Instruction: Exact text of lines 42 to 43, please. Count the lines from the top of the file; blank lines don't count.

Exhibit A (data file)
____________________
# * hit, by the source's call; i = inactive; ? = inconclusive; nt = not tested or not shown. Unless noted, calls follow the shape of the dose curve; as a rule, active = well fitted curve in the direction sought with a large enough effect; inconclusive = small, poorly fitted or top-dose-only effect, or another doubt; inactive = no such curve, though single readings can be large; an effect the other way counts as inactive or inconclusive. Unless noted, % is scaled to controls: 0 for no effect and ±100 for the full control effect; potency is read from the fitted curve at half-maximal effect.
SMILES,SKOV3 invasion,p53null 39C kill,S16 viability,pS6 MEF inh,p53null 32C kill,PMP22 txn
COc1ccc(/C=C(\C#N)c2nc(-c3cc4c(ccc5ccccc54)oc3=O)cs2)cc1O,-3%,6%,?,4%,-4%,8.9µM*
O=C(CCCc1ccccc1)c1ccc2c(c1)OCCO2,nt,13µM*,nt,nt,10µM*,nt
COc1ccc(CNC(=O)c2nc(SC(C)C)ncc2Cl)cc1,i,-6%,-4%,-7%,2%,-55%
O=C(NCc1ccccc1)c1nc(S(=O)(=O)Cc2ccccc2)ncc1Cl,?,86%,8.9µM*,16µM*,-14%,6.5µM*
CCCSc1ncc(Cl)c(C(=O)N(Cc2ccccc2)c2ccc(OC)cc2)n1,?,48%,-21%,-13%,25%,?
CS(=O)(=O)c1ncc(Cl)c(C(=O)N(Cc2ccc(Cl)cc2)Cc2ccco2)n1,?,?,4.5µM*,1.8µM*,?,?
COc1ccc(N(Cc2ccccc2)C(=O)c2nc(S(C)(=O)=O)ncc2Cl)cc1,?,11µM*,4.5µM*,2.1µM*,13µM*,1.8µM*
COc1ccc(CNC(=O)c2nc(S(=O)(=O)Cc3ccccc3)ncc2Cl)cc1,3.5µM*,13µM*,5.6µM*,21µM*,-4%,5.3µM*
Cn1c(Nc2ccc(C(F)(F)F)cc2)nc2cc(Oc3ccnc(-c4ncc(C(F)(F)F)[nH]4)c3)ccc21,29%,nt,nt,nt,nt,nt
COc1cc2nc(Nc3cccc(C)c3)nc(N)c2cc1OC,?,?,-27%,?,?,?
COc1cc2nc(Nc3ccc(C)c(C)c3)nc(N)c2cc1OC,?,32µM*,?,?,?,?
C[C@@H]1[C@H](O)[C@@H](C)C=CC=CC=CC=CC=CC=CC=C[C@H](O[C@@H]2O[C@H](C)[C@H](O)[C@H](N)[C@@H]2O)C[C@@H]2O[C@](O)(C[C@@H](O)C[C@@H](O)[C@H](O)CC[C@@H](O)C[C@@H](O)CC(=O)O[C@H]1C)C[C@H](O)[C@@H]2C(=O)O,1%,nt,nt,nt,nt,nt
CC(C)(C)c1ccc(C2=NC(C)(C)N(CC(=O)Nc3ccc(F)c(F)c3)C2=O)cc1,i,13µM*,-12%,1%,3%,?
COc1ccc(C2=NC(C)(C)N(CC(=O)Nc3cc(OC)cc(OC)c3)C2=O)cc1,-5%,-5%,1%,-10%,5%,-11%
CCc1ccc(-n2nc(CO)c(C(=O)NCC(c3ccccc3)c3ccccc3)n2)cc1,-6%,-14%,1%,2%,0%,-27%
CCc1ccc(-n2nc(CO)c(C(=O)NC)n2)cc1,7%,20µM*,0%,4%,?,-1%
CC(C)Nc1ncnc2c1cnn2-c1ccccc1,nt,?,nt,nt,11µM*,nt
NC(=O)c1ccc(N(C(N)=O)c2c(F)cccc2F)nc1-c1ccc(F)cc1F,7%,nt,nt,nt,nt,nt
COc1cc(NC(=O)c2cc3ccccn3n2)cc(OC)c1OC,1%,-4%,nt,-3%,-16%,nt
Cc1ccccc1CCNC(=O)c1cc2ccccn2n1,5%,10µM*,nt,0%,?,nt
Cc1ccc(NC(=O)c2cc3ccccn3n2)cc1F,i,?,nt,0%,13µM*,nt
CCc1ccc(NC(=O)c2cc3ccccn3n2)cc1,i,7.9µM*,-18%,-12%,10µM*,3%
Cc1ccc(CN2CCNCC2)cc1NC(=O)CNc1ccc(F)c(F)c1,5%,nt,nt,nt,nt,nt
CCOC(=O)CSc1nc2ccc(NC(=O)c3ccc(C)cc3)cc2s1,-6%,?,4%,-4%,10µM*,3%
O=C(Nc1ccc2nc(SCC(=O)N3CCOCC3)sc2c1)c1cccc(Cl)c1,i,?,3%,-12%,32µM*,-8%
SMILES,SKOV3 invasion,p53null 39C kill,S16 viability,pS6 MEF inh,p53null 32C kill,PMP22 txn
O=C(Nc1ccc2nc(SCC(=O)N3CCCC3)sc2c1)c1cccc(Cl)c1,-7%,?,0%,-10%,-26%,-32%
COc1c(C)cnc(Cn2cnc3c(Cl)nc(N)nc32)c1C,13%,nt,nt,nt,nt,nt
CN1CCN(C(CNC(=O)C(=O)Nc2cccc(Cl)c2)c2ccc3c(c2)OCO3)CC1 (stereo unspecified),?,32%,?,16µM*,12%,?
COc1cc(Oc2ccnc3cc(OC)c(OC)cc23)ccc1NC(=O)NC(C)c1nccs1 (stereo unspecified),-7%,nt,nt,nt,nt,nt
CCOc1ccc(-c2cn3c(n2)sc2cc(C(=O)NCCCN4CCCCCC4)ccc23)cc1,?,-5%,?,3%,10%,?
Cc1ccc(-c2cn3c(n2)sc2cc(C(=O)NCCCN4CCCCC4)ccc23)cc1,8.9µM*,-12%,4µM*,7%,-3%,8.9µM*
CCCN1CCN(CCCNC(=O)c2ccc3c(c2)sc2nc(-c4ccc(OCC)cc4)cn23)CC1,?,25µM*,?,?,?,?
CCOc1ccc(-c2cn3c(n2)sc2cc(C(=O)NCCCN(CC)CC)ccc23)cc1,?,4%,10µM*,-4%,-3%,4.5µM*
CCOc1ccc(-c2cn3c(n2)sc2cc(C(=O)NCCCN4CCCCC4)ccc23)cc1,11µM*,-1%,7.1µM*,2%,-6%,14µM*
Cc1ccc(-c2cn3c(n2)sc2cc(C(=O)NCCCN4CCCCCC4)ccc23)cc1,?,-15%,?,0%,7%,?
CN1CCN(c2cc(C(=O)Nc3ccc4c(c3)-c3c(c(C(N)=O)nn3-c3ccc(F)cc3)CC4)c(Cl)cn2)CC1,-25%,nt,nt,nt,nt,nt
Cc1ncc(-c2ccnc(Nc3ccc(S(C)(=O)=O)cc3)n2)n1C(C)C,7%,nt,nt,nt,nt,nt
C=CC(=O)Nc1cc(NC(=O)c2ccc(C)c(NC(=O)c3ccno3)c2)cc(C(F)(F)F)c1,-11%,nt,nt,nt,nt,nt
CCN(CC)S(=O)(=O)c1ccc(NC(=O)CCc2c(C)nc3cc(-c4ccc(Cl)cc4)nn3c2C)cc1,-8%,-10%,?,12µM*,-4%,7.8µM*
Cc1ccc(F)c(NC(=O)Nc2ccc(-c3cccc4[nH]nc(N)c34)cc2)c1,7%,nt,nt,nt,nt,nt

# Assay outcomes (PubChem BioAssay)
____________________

CCN(CC)S(=O)(=O)c1ccc(NC(=O)CCc2c(C)nc3cc(-c4ccc(Cl)cc4)nn3c2C)cc1,-8%,-10%,?,12µM*,-4%,7.8µM*
Cc1ccc(F)c(NC(=O)Nc2ccc(-c3cccc4[nH]nc(N)c34)cc2)c1,7%,nt,nt,nt,nt,nt